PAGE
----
Teacher Quality -- Mathematics and Science Research

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Current information about this program can be found under the Education Research program.

LessonLab Inc.
Principal Investigator: James Stigler
Improving Achievement by Maintaining the Learning Potential of Rich Mathematics Problems: An Experimental Study of a Video- and Internet-Based Professional Development Program

The purpose of this project is to create a video- and Internet-based professional development program to help teachers improve mathematics instruction in the middle school grades. International research studies suggest that lessons in the United States rarely involve discussions of rich mathematical problems during which students are asked to explicitly make connections among ideas, facts and procedures, in contrast to lessons taught in countries where student achievement is higher. Although U.S. teachers present just as many rich problems as the teachers in the other countries, they seldom maintain the focus on the conceptual aspects of the problems as the lesson continues. This research team hypothesizes that if teachers would use these rich mathematics problems more regularly to help students make connections among concepts and procedures, rather than converting those problems into tasks using procedures, student achievement might be improved.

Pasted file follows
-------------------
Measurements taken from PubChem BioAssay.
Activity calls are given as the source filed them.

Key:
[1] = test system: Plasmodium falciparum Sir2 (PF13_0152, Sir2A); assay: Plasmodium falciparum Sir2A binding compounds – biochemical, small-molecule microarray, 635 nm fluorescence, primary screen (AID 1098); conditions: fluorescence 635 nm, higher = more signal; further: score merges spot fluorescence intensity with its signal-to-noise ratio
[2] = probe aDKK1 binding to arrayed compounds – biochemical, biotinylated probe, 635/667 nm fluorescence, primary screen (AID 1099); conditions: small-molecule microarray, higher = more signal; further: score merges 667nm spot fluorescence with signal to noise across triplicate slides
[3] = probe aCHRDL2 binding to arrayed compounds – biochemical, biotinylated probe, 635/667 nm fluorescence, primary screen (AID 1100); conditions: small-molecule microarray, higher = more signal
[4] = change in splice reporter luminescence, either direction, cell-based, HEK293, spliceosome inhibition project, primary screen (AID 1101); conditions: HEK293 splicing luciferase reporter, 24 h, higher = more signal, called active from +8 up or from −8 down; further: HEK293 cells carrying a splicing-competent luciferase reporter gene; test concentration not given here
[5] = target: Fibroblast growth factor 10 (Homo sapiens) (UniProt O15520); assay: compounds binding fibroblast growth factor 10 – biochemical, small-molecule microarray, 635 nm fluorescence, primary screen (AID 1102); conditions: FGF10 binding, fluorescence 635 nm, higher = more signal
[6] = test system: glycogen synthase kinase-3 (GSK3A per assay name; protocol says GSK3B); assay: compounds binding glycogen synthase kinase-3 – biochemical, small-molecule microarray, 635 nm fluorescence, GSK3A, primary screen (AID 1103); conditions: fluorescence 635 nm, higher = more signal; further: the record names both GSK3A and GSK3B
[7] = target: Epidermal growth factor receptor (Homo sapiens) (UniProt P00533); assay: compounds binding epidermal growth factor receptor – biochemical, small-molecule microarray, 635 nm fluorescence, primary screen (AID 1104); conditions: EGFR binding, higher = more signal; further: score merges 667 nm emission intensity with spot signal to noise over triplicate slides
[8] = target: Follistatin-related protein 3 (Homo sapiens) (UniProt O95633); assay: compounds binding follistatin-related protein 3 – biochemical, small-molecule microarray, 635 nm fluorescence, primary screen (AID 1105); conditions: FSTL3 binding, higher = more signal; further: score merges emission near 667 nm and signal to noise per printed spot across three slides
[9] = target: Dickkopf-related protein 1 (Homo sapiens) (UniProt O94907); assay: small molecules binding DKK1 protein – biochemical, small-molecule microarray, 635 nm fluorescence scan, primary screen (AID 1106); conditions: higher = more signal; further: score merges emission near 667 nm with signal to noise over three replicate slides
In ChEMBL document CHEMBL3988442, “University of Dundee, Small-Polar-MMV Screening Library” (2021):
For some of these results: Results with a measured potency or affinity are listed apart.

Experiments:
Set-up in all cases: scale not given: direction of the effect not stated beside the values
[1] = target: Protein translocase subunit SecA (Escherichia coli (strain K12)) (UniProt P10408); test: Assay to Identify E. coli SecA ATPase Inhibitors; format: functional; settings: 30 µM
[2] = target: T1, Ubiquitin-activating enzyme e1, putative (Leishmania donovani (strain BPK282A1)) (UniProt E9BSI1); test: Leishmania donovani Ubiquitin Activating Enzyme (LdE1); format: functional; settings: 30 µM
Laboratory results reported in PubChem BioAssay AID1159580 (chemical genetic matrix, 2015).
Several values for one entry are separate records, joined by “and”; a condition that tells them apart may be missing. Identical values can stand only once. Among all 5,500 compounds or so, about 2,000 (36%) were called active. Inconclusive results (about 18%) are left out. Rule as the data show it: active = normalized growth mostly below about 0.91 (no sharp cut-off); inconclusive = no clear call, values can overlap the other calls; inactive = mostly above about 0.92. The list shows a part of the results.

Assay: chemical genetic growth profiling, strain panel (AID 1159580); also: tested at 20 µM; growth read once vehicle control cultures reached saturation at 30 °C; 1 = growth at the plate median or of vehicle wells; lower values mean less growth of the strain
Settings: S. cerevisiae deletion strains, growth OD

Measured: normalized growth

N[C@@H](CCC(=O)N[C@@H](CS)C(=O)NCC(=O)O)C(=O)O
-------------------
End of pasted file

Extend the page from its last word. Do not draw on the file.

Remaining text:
The researchers are creating a two-year professional development program for sixth grade teachers to learn how to identify, design, and present problems in challenging forms as part of their regular classroom teaching. Most of the 4,400 students in these Los Angeles area schools come from low-income minority families. The mathematics teachers in these schools all use the same pre-algebra textbook in their classes. The researchers are randomly assigning the 72 sixth-grade pre-algebra teachers to the experimental professional development program or to the school district's traditional professional development program. The researchers are evaluating the impact of the two training programs on: (1) teachers' knowledge of mathematical content for classroom use (i.e., pedagogical content knowledge); (2) teachers' ability to present rich problems in their lessons; and, (3) students' mathematics achievement.


 
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Last Modified: 11/30/2006